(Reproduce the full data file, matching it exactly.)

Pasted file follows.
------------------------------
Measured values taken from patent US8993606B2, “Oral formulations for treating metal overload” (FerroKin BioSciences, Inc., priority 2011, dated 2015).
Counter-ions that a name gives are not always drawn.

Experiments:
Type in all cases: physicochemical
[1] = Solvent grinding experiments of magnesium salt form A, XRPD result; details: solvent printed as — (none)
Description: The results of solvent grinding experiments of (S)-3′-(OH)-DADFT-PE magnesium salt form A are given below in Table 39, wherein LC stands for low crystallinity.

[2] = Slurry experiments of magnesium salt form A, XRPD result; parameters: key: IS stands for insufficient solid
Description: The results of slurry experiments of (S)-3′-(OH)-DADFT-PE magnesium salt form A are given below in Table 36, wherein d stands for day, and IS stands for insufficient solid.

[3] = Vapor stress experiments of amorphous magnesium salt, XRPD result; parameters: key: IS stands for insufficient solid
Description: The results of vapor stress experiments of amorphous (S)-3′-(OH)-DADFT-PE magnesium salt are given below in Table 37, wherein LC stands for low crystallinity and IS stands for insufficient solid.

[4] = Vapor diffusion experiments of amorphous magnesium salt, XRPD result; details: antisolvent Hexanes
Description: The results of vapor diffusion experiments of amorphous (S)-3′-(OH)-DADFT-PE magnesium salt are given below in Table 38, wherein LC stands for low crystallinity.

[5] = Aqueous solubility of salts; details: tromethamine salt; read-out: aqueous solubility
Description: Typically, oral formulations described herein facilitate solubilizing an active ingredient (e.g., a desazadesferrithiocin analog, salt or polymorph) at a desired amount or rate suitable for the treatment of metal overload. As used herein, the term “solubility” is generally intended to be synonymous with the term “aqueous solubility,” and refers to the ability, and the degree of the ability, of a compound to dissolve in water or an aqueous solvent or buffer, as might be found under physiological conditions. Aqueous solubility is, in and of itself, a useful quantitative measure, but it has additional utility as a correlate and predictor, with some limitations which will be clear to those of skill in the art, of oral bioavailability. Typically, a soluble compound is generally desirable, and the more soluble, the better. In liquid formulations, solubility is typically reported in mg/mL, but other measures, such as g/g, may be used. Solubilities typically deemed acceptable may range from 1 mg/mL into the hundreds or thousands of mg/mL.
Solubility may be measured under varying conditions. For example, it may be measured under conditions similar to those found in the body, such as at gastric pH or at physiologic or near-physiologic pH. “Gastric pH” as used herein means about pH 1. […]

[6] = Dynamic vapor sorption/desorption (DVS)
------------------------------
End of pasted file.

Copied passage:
Measured values taken from patent US8993606B2, “Oral formulations for treating metal overload” (FerroKin BioSciences, Inc., priority 2011, dated 2015).
Counter-ions that a name gives are not always drawn.

Experiments:
Type in all cases: physicochemical
[1] = Solvent grinding experiments of magnesium salt form A, XRPD result; details: solvent printed as — (none)
Description: The results of solvent grinding experiments of (S)-3′-(OH)-DADFT-PE magnesium salt form A are given below in Table 39, wherein LC stands for low crystallinity.

[2] = Slurry experiments of magnesium salt form A, XRPD result; parameters: key: IS stands for insufficient solid
Description: The results of slurry experiments of (S)-3′-(OH)-DADFT-PE magnesium salt form A are given below in Table 36, wherein d stands for day, and IS stands for insufficient solid.

[3] = Vapor stress experiments of amorphous magnesium salt, XRPD result; parameters: key: IS stands for insufficient solid
Description: The results of vapor stress experiments of amorphous (S)-3′-(OH)-DADFT-PE magnesium salt are given below in Table 37, wherein LC stands for low crystallinity and IS stands for insufficient solid.

[4] = Vapor diffusion experiments of amorphous magnesium salt, XRPD result; details: antisolvent Hexanes
Description: The results of vapor diffusion experiments of amorphous (S)-3′-(OH)-DADFT-PE magnesium salt are given below in Table 38, wherein LC stands for low crystallinity.

[5] = Aqueous solubility of salts; details: tromethamine salt; read-out: aqueous solubility
Description: Typically, oral formulations described herein facilitate solubilizing an active ingredient (e.g., a desazadesferrithiocin analog, salt or polymorph) at a desired amount or rate suitable for the treatment of metal overload. As used herein, the term “solubility” is generally intended to be synonymous with the term “aqueous solubility,” and refers to the ability, and the degree of the ability, of a compound to dissolve in water or an aqueous solvent or buffer, as might be found under physiological conditions. Aqueous solubility is, in and of itself, a useful quantitative measure, but it has additional utility as a correlate and predictor, with some limitations which will be clear to those of skill in the art, of oral bioavailability. Typically, a soluble compound is generally desirable, and the more soluble, the better. In liquid formulations, solubility is typically reported in mg/mL, but other measures, such as g/g, may be used. Solubilities typically deemed acceptable may range from 1 mg/mL into the hundreds or thousands of mg/mL.
Solubility may be measured under varying conditions. For example, it may be measured under conditions similar to those found in the body, such as at gastric pH or at physiologic or near-physiologic pH. “Gastric pH” as used herein means about pH 1. […]

[6] = Dynamic vapor sorption/desorption (DVS)